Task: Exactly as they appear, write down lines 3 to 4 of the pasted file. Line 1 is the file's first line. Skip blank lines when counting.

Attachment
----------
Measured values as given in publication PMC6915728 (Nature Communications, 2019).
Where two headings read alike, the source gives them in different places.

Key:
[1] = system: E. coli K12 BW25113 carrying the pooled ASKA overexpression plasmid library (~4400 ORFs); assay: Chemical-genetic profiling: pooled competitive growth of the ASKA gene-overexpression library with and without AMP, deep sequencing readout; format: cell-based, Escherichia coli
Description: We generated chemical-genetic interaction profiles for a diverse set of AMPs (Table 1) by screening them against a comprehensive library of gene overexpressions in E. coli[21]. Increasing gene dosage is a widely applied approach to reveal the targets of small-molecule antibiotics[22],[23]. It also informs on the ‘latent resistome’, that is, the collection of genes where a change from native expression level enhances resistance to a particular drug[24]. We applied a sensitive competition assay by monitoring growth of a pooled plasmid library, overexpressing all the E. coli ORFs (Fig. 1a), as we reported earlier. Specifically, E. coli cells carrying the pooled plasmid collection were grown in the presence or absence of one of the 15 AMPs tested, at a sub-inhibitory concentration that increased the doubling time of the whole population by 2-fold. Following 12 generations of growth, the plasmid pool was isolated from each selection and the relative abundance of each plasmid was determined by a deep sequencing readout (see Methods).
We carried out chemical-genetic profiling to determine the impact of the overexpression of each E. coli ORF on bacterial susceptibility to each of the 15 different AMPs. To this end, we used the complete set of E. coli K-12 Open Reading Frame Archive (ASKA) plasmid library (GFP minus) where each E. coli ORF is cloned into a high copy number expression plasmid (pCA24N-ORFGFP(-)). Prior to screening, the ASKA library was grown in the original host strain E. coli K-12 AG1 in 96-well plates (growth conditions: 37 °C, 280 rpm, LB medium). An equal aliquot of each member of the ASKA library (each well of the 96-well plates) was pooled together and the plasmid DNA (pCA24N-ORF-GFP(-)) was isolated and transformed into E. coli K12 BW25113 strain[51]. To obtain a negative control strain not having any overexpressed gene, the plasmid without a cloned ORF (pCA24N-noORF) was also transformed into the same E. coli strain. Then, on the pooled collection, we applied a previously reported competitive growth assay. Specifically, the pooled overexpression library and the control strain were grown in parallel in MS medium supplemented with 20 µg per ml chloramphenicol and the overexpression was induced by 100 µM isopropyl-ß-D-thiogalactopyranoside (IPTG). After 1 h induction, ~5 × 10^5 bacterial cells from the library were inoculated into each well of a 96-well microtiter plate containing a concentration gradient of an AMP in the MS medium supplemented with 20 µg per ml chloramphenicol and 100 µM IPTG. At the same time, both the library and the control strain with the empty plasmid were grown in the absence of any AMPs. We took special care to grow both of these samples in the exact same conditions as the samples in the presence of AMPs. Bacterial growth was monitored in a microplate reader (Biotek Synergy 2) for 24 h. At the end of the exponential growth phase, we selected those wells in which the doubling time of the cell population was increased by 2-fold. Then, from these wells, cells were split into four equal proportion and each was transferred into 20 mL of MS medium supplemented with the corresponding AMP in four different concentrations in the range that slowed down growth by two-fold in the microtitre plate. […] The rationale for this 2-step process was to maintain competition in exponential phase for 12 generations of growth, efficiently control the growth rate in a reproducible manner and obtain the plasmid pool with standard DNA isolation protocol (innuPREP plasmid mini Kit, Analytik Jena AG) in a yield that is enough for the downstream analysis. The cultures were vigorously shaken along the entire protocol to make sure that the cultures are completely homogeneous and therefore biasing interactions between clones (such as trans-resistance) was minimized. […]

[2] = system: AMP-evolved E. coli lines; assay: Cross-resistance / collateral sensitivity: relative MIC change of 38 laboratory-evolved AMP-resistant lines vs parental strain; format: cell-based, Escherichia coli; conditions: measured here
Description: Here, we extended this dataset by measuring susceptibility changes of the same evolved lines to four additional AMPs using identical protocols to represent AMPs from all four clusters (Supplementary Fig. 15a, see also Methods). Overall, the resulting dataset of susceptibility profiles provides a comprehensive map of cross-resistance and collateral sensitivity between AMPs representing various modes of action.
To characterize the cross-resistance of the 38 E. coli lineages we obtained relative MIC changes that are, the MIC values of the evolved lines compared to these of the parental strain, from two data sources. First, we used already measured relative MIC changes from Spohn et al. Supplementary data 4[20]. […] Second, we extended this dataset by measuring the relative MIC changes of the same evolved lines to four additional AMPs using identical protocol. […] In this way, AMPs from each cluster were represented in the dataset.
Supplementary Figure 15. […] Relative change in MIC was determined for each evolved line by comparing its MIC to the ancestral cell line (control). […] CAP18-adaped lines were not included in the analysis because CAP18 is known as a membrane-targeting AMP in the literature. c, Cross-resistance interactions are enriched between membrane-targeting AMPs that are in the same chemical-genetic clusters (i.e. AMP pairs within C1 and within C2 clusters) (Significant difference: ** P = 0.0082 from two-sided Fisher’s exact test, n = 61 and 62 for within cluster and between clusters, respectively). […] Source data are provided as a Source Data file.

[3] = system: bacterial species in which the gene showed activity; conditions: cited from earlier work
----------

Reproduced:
Key:
[1] = system: E. coli K12 BW25113 carrying the pooled ASKA overexpression plasmid library (~4400 ORFs); assay: Chemical-genetic profiling: pooled competitive growth of the ASKA gene-overexpression library with and without AMP, deep sequencing readout; format: cell-based, Escherichia coli